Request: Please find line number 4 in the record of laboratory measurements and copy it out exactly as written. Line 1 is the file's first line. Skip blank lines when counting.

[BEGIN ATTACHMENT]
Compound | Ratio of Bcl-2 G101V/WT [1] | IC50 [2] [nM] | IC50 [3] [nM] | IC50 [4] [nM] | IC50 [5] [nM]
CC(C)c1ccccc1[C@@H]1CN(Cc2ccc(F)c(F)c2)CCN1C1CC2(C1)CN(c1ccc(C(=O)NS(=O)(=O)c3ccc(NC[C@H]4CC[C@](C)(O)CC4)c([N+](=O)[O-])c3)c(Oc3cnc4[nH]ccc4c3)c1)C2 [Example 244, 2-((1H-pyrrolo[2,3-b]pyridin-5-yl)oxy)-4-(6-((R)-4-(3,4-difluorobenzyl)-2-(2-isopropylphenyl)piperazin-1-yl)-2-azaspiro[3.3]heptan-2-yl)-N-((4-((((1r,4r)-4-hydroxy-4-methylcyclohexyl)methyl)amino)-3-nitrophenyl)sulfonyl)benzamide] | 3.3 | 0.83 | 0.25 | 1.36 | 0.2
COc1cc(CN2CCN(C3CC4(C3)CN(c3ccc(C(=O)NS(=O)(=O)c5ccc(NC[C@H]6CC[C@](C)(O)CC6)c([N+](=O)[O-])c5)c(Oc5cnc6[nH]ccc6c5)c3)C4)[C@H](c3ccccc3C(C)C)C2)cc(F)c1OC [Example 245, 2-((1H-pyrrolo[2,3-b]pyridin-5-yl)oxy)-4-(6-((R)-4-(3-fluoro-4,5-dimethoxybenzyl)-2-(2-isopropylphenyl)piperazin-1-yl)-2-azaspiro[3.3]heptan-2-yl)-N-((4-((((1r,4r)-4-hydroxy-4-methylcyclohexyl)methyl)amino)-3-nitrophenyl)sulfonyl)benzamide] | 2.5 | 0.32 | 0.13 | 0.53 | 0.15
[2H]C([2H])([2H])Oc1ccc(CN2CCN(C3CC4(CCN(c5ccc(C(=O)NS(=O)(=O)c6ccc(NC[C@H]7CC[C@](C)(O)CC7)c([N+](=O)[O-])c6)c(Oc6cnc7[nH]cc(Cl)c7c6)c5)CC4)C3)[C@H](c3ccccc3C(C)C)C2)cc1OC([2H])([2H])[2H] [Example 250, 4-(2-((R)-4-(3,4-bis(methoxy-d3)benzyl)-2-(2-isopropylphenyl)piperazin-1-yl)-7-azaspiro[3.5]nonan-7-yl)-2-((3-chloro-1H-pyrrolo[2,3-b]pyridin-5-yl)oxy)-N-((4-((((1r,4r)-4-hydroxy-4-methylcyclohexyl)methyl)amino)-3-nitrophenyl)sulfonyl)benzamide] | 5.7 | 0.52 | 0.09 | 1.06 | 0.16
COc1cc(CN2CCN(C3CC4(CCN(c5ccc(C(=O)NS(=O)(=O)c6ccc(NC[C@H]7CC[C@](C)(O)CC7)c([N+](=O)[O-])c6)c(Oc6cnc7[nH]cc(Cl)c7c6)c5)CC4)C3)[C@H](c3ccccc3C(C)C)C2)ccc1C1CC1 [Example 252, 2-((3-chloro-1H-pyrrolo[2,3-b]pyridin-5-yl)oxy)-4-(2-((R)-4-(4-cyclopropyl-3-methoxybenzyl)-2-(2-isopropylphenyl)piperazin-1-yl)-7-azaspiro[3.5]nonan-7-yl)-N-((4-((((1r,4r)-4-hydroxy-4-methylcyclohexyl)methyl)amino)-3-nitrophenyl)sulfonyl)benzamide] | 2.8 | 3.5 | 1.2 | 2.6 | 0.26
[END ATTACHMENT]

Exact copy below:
[2H]C([2H])([2H])Oc1ccc(CN2CCN(C3CC4(CCN(c5ccc(C(=O)NS(=O)(=O)c6ccc(NC[C@H]7CC[C@](C)(O)CC7)c([N+](=O)[O-])c6)c(Oc6cnc7[nH]cc(Cl)c7c6)c5)CC4)C3)[C@H](c3ccccc3C(C)C)C2)cc1OC([2H])([2H])[2H] [Example 250, 4-(2-((R)-4-(3,4-bis(methoxy-d3)benzyl)-2-(2-isopropylphenyl)piperazin-1-yl)-7-azaspiro[3.5]nonan-7-yl)-2-((3-chloro-1H-pyrrolo[2,3-b]pyridin-5-yl)oxy)-N-((4-((((1r,4r)-4-hydroxy-4-methylcyclohexyl)methyl)amino)-3-nitrophenyl)sulfonyl)benzamide] | 5.7 | 0.52 | 0.09 | 1.06 | 0.16